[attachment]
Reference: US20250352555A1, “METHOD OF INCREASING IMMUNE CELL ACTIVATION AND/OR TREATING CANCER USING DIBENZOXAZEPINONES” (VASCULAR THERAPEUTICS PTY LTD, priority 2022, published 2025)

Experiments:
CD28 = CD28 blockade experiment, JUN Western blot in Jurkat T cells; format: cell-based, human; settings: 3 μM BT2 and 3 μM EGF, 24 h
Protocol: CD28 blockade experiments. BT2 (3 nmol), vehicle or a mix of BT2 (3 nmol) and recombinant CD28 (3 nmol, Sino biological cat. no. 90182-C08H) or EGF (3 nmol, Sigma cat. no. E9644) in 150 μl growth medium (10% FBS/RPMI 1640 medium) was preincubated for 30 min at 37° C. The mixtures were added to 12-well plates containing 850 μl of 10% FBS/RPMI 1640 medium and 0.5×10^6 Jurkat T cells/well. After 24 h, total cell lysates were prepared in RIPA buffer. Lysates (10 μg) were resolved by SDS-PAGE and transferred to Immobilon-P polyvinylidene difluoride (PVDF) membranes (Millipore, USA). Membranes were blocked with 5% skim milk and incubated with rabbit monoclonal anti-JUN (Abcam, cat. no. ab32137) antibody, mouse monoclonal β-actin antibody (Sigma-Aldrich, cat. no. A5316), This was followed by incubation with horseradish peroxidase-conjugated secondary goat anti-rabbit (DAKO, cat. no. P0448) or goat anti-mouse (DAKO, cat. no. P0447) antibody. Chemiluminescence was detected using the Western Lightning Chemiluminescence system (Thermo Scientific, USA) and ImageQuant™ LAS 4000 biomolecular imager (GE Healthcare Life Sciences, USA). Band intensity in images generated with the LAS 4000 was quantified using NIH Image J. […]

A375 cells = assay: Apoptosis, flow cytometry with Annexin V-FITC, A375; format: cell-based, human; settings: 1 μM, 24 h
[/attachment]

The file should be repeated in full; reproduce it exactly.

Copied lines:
Reference: US20250352555A1, “METHOD OF INCREASING IMMUNE CELL ACTIVATION AND/OR TREATING CANCER USING DIBENZOXAZEPINONES” (VASCULAR THERAPEUTICS PTY LTD, priority 2022, published 2025)

Experiments:
CD28 = CD28 blockade experiment, JUN Western blot in Jurkat T cells; format: cell-based, human; settings: 3 μM BT2 and 3 μM EGF, 24 h
Protocol: CD28 blockade experiments. BT2 (3 nmol), vehicle or a mix of BT2 (3 nmol) and recombinant CD28 (3 nmol, Sino biological cat. no. 90182-C08H) or EGF (3 nmol, Sigma cat. no. E9644) in 150 μl growth medium (10% FBS/RPMI 1640 medium) was preincubated for 30 min at 37° C. The mixtures were added to 12-well plates containing 850 μl of 10% FBS/RPMI 1640 medium and 0.5×10^6 Jurkat T cells/well. After 24 h, total cell lysates were prepared in RIPA buffer. Lysates (10 μg) were resolved by SDS-PAGE and transferred to Immobilon-P polyvinylidene difluoride (PVDF) membranes (Millipore, USA). Membranes were blocked with 5% skim milk and incubated with rabbit monoclonal anti-JUN (Abcam, cat. no. ab32137) antibody, mouse monoclonal β-actin antibody (Sigma-Aldrich, cat. no. A5316), This was followed by incubation with horseradish peroxidase-conjugated secondary goat anti-rabbit (DAKO, cat. no. P0448) or goat anti-mouse (DAKO, cat. no. P0447) antibody. Chemiluminescence was detected using the Western Lightning Chemiluminescence system (Thermo Scientific, USA) and ImageQuant™ LAS 4000 biomolecular imager (GE Healthcare Life Sciences, USA). Band intensity in images generated with the LAS 4000 was quantified using NIH Image J. […]

A375 cells = assay: Apoptosis, flow cytometry with Annexin V-FITC, A375; format: cell-based, human; settings: 1 μM, 24 h